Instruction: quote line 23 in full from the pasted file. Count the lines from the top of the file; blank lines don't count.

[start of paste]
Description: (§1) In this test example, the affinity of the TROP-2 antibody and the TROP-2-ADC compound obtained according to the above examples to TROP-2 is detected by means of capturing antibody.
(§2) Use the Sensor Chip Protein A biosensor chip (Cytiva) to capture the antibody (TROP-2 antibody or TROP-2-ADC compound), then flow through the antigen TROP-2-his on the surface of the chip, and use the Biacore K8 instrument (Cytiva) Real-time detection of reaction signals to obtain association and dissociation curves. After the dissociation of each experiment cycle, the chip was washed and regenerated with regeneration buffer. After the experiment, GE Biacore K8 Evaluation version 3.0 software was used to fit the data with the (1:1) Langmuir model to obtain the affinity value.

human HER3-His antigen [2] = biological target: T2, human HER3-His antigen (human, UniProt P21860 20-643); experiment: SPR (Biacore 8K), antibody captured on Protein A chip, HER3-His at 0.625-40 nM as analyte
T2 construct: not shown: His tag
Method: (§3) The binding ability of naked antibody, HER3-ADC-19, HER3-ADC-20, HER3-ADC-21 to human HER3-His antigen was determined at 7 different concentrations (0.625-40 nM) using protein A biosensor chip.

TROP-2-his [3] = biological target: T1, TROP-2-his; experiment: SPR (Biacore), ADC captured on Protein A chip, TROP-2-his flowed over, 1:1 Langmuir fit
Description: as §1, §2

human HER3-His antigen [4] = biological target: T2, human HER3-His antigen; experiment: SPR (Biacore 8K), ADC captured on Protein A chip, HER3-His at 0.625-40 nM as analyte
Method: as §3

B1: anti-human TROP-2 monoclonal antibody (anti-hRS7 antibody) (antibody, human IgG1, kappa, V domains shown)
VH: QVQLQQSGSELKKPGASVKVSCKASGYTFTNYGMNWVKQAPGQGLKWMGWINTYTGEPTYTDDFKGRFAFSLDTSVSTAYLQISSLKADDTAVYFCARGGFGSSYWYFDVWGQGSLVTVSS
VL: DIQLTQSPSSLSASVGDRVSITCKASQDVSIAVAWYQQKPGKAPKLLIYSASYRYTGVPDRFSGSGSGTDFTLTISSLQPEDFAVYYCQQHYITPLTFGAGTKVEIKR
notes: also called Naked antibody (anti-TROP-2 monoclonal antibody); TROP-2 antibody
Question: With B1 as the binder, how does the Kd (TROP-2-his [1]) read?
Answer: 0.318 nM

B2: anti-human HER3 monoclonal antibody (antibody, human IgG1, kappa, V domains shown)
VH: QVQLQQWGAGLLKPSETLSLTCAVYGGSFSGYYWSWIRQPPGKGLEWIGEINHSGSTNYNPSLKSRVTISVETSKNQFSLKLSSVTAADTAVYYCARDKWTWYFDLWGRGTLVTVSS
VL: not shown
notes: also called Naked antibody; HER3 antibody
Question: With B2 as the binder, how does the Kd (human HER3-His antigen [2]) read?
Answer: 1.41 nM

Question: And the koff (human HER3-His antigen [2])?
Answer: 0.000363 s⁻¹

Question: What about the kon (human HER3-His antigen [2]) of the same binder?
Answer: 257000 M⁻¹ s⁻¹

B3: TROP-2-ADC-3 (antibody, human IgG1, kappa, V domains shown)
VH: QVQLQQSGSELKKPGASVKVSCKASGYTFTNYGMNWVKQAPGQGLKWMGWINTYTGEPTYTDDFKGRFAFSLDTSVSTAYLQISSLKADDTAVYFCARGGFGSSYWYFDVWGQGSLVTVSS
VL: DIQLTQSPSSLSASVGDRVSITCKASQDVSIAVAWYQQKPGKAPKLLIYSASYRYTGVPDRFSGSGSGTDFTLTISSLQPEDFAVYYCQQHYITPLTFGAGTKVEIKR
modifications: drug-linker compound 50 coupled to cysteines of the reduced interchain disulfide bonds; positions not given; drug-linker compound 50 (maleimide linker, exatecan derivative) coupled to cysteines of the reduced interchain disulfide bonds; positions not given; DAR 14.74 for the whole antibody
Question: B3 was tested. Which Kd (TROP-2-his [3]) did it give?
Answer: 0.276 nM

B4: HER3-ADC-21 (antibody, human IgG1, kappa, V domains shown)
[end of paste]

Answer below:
Answer: 0.000363 s⁻¹